|Ordoñez eats his words. They must have tasted bitter.|
Colombia's arch-conservative Attorney General Alejandro Ordoñez may have taken his opposition to abortion rights just a bit too far for his own good.
Ordoñez, a staunch Catholic, is a fierce opponent of abortion. So he understandably disliked having to carry out a 2006 court decision permitting abortion in four cases: when the pregnancy was caused by rape or incest, when the pregnancy endangers the woman's life or when the fetus has a severe malformation.
So, Ordoñez and two of his assistants took measures which, according to pro-choice activists and a Colombian court, were intended to illegaly restrict women's rights to legal abortions and even contraception.
Ordoñez's office issued communiques declaring that the 'day after pill' was abortive, that an entire hospital could refuse to perform abortions based on conscientious objection (even tho the court decision gives that right only to individual doctors), and had described sexual rights education campaigns as 'pro-abortion campaigns.'
Abortion-rights supporters sued, the court agreed with them, and the other day Ordoñez and two of his assistants had to eat their words by retracting and rectifying their statements. (Ordoñez is appealing this latest court ruling.)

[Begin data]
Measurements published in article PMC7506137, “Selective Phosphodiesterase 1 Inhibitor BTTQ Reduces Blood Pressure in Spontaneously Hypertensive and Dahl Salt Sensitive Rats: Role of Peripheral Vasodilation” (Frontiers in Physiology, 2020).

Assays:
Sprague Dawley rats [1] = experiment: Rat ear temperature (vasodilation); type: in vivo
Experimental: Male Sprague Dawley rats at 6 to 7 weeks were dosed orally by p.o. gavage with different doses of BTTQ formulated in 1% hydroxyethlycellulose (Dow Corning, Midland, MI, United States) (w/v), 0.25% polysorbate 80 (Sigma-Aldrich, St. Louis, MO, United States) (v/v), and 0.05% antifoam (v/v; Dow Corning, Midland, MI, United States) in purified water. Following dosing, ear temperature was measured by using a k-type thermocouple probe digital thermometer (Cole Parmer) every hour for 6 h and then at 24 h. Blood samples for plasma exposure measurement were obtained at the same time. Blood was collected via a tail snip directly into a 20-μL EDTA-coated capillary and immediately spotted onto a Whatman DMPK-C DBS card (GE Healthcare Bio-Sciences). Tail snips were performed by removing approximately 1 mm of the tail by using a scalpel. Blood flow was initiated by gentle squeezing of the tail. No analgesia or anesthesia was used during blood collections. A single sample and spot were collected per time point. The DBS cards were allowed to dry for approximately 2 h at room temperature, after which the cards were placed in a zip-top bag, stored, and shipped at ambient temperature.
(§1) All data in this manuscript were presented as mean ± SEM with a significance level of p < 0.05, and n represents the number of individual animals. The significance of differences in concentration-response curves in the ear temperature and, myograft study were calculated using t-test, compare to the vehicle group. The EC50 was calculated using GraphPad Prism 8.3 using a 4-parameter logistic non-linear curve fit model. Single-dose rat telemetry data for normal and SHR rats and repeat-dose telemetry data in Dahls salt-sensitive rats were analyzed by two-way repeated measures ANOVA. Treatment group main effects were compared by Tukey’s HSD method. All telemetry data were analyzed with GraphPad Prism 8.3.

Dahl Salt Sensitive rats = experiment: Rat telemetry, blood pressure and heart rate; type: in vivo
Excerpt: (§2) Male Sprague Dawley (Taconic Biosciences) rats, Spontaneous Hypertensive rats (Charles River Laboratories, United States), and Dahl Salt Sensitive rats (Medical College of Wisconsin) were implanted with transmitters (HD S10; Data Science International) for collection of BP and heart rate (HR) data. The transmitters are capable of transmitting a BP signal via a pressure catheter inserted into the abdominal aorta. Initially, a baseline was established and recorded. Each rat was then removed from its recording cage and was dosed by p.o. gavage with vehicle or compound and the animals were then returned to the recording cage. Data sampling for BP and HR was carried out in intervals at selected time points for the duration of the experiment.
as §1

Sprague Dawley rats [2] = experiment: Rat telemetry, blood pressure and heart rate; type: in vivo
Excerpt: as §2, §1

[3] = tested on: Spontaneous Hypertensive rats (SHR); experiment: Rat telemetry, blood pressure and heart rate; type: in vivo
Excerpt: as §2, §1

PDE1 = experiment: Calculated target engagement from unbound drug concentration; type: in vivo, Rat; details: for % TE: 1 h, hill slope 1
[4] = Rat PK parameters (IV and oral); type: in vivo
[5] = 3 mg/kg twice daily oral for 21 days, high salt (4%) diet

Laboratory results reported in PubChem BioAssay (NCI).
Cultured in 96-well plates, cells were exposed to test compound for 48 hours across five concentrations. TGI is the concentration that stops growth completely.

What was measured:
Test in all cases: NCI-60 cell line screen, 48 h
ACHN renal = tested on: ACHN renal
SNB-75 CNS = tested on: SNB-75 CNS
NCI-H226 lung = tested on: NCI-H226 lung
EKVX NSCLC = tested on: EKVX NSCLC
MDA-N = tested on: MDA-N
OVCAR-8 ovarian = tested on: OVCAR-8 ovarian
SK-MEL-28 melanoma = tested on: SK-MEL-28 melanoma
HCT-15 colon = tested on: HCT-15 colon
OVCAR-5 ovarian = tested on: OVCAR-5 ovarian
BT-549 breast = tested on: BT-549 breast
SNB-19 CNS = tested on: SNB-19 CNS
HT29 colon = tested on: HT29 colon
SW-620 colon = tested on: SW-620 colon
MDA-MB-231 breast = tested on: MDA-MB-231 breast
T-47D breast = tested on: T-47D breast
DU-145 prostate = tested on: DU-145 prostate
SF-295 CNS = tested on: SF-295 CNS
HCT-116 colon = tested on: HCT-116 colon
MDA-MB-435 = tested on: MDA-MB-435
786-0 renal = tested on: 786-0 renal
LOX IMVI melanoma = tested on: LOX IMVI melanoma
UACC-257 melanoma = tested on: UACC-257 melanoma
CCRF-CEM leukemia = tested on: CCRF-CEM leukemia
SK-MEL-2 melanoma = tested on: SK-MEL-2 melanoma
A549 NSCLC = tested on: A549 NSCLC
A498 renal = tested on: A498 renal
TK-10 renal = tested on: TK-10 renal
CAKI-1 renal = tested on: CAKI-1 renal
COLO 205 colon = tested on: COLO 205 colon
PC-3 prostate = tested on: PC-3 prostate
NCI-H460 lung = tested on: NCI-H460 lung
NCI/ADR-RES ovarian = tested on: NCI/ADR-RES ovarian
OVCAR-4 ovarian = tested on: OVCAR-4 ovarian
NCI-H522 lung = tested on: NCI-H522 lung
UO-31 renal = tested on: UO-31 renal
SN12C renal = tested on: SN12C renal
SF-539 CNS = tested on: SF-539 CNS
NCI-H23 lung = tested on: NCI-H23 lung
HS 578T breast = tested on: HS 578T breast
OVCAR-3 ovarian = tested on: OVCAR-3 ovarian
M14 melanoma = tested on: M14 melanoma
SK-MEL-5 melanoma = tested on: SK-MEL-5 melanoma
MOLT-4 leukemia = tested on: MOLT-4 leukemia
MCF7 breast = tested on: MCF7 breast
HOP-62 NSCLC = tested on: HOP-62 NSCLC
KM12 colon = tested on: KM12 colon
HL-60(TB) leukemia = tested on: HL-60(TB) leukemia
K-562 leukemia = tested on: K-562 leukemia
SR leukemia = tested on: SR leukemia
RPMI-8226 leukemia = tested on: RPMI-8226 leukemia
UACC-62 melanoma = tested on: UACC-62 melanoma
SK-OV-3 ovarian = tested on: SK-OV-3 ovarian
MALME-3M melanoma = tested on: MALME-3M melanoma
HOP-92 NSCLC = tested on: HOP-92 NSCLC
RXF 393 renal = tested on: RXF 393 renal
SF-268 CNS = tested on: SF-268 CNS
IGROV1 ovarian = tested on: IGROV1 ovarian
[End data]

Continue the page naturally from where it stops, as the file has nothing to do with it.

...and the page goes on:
But Ordoñez's high profile humiliation appears to be producing much broader impact. In the days following it, there's been increasing talk of legalizing abortion on demand, which would put Colombia on the very forefront of abortion rights in Latin America. As another part of the court's ruling, the government is evaluating whether public health programs should cover the cost of misoprostol, an ulcer medicine which is widely used to induce abortions.
On Friday, Senate President Roy Barreras, a medical doctor, surprised many by saying "I have no doubt that interrupting a pregnancy is not a crime."
"The crime of abortion which is now in the penal code is not only antiquated and unjust, but highly improbable," he added.
Barreras claimed that it was medically impossible to prove whether an abortion had been deliberate or a spontaeneous miscarriage.
The fact that the abortion prohibition is a charade is made evident by a visit to the Santa Ana Church in Bogotá's Teusaquillo neighborhood. The church is surrounded by health clinics for pregnant women which are widely known to provide illegal abortions. (Google abortion in Bogotá and their names will come up on public forums.)
When the Constitutional Court decriminalized abortion in those narrow cases in 2006, it based its decision on Colombia's high rate of maternal mortality. But since then relatively few legal abortions have been performed, in part because of the strong stigma still attached abortion and in part because of obstacles created by Ordoñez and others like him.
By Mike Ceaser, of Bogotá Bike Tours